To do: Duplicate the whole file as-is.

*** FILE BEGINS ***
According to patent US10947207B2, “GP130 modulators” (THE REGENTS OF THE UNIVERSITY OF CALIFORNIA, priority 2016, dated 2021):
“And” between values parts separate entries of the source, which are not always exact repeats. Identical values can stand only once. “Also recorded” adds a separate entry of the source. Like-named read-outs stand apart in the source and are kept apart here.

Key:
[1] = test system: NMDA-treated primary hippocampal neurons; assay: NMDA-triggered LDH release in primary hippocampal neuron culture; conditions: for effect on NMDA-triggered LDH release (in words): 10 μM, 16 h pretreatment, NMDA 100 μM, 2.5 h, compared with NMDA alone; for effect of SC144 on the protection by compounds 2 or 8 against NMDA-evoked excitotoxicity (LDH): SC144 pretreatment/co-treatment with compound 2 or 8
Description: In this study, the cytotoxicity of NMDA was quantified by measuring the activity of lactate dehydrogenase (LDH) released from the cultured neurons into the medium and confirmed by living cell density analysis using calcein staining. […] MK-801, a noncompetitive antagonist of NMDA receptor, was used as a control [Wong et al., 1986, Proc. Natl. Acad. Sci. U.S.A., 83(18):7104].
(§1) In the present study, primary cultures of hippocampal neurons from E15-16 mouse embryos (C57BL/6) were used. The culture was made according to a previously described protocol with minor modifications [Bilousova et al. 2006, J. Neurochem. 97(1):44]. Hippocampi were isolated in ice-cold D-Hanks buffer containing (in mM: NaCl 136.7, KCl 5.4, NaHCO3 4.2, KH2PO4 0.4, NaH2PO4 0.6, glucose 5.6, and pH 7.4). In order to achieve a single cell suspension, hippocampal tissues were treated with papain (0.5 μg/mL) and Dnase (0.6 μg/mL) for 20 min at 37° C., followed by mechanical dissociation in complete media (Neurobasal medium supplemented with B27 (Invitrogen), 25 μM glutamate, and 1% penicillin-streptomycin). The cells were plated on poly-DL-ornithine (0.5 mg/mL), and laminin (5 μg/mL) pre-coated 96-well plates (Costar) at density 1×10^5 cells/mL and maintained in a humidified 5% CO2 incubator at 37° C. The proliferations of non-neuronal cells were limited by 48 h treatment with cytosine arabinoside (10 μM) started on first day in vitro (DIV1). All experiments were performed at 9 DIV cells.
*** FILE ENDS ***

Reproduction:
According to patent US10947207B2, “GP130 modulators” (THE REGENTS OF THE UNIVERSITY OF CALIFORNIA, priority 2016, dated 2021):
“And” between values parts separate entries of the source, which are not always exact repeats. Identical values can stand only once. “Also recorded” adds a separate entry of the source. Like-named read-outs stand apart in the source and are kept apart here.

Key:
[1] = test system: NMDA-treated primary hippocampal neurons; assay: NMDA-triggered LDH release in primary hippocampal neuron culture; conditions: for effect on NMDA-triggered LDH release (in words): 10 μM, 16 h pretreatment, NMDA 100 μM, 2.5 h, compared with NMDA alone; for effect of SC144 on the protection by compounds 2 or 8 against NMDA-evoked excitotoxicity (LDH): SC144 pretreatment/co-treatment with compound 2 or 8
Description: In this study, the cytotoxicity of NMDA was quantified by measuring the activity of lactate dehydrogenase (LDH) released from the cultured neurons into the medium and confirmed by living cell density analysis using calcein staining. […] MK-801, a noncompetitive antagonist of NMDA receptor, was used as a control [Wong et al., 1986, Proc. Natl. Acad. Sci. U.S.A., 83(18):7104].
(§1) In the present study, primary cultures of hippocampal neurons from E15-16 mouse embryos (C57BL/6) were used. The culture was made according to a previously described protocol with minor modifications [Bilousova et al. 2006, J. Neurochem. 97(1):44]. Hippocampi were isolated in ice-cold D-Hanks buffer containing (in mM: NaCl 136.7, KCl 5.4, NaHCO3 4.2, KH2PO4 0.4, NaH2PO4 0.6, glucose 5.6, and pH 7.4). In order to achieve a single cell suspension, hippocampal tissues were treated with papain (0.5 μg/mL) and Dnase (0.6 μg/mL) for 20 min at 37° C., followed by mechanical dissociation in complete media (Neurobasal medium supplemented with B27 (Invitrogen), 25 μM glutamate, and 1% penicillin-streptomycin). The cells were plated on poly-DL-ornithine (0.5 mg/mL), and laminin (5 μg/mL) pre-coated 96-well plates (Costar) at density 1×10^5 cells/mL and maintained in a humidified 5% CO2 incubator at 37° C. The proliferations of non-neuronal cells were limited by 48 h treatment with cytosine arabinoside (10 μM) started on first day in vitro (DIV1). All experiments were performed at 9 DIV cells.